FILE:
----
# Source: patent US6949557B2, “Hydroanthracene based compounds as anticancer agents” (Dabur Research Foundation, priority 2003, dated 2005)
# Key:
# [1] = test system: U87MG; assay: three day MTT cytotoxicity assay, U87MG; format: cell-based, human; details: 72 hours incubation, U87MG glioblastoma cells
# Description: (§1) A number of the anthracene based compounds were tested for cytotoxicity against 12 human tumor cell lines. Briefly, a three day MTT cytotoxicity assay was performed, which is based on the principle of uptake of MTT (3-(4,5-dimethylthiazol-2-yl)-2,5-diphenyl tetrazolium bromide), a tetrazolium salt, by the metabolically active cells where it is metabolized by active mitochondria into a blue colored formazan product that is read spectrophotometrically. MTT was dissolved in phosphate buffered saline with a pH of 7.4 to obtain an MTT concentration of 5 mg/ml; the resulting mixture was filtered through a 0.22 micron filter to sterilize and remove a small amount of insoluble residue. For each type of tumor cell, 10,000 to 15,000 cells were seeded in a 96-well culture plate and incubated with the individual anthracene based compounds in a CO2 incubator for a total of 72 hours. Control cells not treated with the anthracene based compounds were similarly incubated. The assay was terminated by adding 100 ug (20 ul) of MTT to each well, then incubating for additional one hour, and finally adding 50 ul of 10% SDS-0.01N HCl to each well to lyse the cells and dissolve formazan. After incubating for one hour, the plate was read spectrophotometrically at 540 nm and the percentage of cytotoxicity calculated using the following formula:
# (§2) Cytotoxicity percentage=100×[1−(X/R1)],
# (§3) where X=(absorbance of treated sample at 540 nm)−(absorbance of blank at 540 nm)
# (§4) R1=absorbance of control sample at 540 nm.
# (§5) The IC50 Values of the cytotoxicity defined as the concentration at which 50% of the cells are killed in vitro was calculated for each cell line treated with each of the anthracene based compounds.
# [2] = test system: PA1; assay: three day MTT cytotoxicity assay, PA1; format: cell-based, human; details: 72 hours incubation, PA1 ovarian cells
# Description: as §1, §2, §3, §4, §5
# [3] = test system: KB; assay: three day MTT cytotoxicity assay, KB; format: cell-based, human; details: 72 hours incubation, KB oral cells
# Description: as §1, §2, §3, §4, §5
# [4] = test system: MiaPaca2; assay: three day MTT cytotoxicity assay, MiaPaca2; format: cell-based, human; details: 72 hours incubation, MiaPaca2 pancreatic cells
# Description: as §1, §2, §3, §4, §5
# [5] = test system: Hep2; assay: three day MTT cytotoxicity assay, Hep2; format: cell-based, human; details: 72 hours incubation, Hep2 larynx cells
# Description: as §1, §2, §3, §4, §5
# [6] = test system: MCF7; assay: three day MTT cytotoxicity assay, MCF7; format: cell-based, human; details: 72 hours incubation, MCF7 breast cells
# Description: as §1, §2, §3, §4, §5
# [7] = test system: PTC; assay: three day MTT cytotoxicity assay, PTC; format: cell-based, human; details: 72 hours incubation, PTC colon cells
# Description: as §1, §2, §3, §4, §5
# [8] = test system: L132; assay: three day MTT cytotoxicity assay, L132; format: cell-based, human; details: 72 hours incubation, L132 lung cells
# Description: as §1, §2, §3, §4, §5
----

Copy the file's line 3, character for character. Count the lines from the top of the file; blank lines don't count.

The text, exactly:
# [1] = test system: U87MG; assay: three day MTT cytotoxicity assay, U87MG; format: cell-based, human; details: 72 hours incubation, U87MG glioblastoma cells